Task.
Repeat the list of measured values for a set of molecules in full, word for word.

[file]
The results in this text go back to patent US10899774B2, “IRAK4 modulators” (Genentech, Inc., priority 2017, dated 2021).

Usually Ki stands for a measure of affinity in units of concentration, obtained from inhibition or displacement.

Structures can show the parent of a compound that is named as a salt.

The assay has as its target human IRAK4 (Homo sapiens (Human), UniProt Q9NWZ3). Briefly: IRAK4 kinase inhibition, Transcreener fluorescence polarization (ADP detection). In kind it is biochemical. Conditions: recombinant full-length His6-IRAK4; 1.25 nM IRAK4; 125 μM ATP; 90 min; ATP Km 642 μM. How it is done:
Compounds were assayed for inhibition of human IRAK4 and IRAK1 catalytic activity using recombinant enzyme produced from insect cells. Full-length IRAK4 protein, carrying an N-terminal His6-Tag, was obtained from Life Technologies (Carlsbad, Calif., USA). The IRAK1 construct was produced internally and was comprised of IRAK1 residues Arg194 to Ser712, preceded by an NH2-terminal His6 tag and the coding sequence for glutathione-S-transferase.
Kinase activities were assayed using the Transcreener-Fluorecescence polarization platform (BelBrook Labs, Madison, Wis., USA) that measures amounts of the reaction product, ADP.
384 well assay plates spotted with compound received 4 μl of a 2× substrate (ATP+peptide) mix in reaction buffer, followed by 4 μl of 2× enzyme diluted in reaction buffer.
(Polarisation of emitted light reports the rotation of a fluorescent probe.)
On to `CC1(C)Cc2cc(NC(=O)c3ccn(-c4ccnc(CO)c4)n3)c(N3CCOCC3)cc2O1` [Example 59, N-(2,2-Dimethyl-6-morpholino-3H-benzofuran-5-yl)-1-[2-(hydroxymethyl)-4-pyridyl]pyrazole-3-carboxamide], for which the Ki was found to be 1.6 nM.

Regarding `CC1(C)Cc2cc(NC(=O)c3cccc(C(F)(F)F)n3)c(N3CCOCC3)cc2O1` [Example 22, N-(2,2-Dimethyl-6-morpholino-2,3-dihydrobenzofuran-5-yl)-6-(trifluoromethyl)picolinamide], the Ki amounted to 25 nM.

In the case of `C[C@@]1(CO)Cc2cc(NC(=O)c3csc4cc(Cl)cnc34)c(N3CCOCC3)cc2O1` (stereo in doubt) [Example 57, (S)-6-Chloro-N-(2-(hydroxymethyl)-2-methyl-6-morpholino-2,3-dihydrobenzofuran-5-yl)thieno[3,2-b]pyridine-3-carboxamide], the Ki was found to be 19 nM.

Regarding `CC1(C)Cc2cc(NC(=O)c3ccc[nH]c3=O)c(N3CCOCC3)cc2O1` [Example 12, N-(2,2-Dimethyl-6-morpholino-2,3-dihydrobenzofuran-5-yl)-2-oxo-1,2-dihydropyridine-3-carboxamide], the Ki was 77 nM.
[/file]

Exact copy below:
The results in this text go back to patent US10899774B2, “IRAK4 modulators” (Genentech, Inc., priority 2017, dated 2021).

Usually Ki stands for a measure of affinity in units of concentration, obtained from inhibition or displacement.

Structures can show the parent of a compound that is named as a salt.

The assay has as its target human IRAK4 (Homo sapiens (Human), UniProt Q9NWZ3). Briefly: IRAK4 kinase inhibition, Transcreener fluorescence polarization (ADP detection). In kind it is biochemical. Conditions: recombinant full-length His6-IRAK4; 1.25 nM IRAK4; 125 μM ATP; 90 min; ATP Km 642 μM. How it is done:
Compounds were assayed for inhibition of human IRAK4 and IRAK1 catalytic activity using recombinant enzyme produced from insect cells. Full-length IRAK4 protein, carrying an N-terminal His6-Tag, was obtained from Life Technologies (Carlsbad, Calif., USA). The IRAK1 construct was produced internally and was comprised of IRAK1 residues Arg194 to Ser712, preceded by an NH2-terminal His6 tag and the coding sequence for glutathione-S-transferase.
Kinase activities were assayed using the Transcreener-Fluorecescence polarization platform (BelBrook Labs, Madison, Wis., USA) that measures amounts of the reaction product, ADP.
384 well assay plates spotted with compound received 4 μl of a 2× substrate (ATP+peptide) mix in reaction buffer, followed by 4 μl of 2× enzyme diluted in reaction buffer.
(Polarisation of emitted light reports the rotation of a fluorescent probe.)
On to `CC1(C)Cc2cc(NC(=O)c3ccn(-c4ccnc(CO)c4)n3)c(N3CCOCC3)cc2O1` [Example 59, N-(2,2-Dimethyl-6-morpholino-3H-benzofuran-5-yl)-1-[2-(hydroxymethyl)-4-pyridyl]pyrazole-3-carboxamide], for which the Ki was found to be 1.6 nM.

Regarding `CC1(C)Cc2cc(NC(=O)c3cccc(C(F)(F)F)n3)c(N3CCOCC3)cc2O1` [Example 22, N-(2,2-Dimethyl-6-morpholino-2,3-dihydrobenzofuran-5-yl)-6-(trifluoromethyl)picolinamide], the Ki amounted to 25 nM.

In the case of `C[C@@]1(CO)Cc2cc(NC(=O)c3csc4cc(Cl)cnc34)c(N3CCOCC3)cc2O1` (stereo in doubt) [Example 57, (S)-6-Chloro-N-(2-(hydroxymethyl)-2-methyl-6-morpholino-2,3-dihydrobenzofuran-5-yl)thieno[3,2-b]pyridine-3-carboxamide], the Ki was found to be 19 nM.

Regarding `CC1(C)Cc2cc(NC(=O)c3ccc[nH]c3=O)c(N3CCOCC3)cc2O1` [Example 12, N-(2,2-Dimethyl-6-morpholino-2,3-dihydrobenzofuran-5-yl)-2-oxo-1,2-dihydropyridine-3-carboxamide], the Ki was 77 nM.